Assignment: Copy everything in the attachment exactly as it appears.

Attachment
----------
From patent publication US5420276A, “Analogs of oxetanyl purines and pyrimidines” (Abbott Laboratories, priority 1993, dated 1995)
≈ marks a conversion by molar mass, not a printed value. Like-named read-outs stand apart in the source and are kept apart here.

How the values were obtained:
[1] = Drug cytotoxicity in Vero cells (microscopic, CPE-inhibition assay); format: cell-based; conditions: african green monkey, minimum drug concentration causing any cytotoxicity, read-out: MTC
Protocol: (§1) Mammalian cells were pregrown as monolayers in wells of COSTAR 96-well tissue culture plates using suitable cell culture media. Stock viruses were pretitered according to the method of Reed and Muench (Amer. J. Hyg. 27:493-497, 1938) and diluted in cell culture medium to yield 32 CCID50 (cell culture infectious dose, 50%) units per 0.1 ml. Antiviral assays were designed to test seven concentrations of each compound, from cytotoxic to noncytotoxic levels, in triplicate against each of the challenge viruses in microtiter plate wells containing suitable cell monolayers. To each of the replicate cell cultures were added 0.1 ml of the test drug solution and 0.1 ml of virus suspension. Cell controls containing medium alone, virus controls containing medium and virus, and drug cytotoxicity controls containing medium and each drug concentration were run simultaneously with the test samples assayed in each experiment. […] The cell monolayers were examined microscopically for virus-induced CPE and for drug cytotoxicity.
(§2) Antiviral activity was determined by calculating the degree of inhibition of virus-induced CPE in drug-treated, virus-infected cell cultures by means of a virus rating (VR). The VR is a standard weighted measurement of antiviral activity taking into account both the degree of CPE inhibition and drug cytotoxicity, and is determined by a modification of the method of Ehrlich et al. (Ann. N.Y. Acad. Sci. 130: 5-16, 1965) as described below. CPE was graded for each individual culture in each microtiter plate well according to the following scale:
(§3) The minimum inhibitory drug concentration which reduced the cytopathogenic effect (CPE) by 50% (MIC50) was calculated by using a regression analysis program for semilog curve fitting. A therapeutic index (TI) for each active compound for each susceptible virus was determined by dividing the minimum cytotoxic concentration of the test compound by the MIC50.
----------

From patent publication US5420276A, “Analogs of oxetanyl purines and pyrimidines” (Abbott Laboratories, priority 1993, dated 1995)
≈ marks a conversion by molar mass, not a printed value. Like-named read-outs stand apart in the source and are kept apart here.

How the values were obtained:
[1] = Drug cytotoxicity in Vero cells (microscopic, CPE-inhibition assay); format: cell-based; conditions: african green monkey, minimum drug concentration causing any cytotoxicity, read-out: MTC
Protocol: (§1) Mammalian cells were pregrown as monolayers in wells of COSTAR 96-well tissue culture plates using suitable cell culture media. Stock viruses were pretitered according to the method of Reed and Muench (Amer. J. Hyg. 27:493-497, 1938) and diluted in cell culture medium to yield 32 CCID50 (cell culture infectious dose, 50%) units per 0.1 ml. Antiviral assays were designed to test seven concentrations of each compound, from cytotoxic to noncytotoxic levels, in triplicate against each of the challenge viruses in microtiter plate wells containing suitable cell monolayers. To each of the replicate cell cultures were added 0.1 ml of the test drug solution and 0.1 ml of virus suspension. Cell controls containing medium alone, virus controls containing medium and virus, and drug cytotoxicity controls containing medium and each drug concentration were run simultaneously with the test samples assayed in each experiment. […] The cell monolayers were examined microscopically for virus-induced CPE and for drug cytotoxicity.
(§2) Antiviral activity was determined by calculating the degree of inhibition of virus-induced CPE in drug-treated, virus-infected cell cultures by means of a virus rating (VR). The VR is a standard weighted measurement of antiviral activity taking into account both the degree of CPE inhibition and drug cytotoxicity, and is determined by a modification of the method of Ehrlich et al. (Ann. N.Y. Acad. Sci. 130: 5-16, 1965) as described below. CPE was graded for each individual culture in each microtiter plate well according to the following scale:
(§3) The minimum inhibitory drug concentration which reduced the cytopathogenic effect (CPE) by 50% (MIC50) was calculated by using a regression analysis program for semilog curve fitting. A therapeutic index (TI) for each active compound for each susceptible virus was determined by dividing the minimum cytotoxic concentration of the test compound by the MIC50.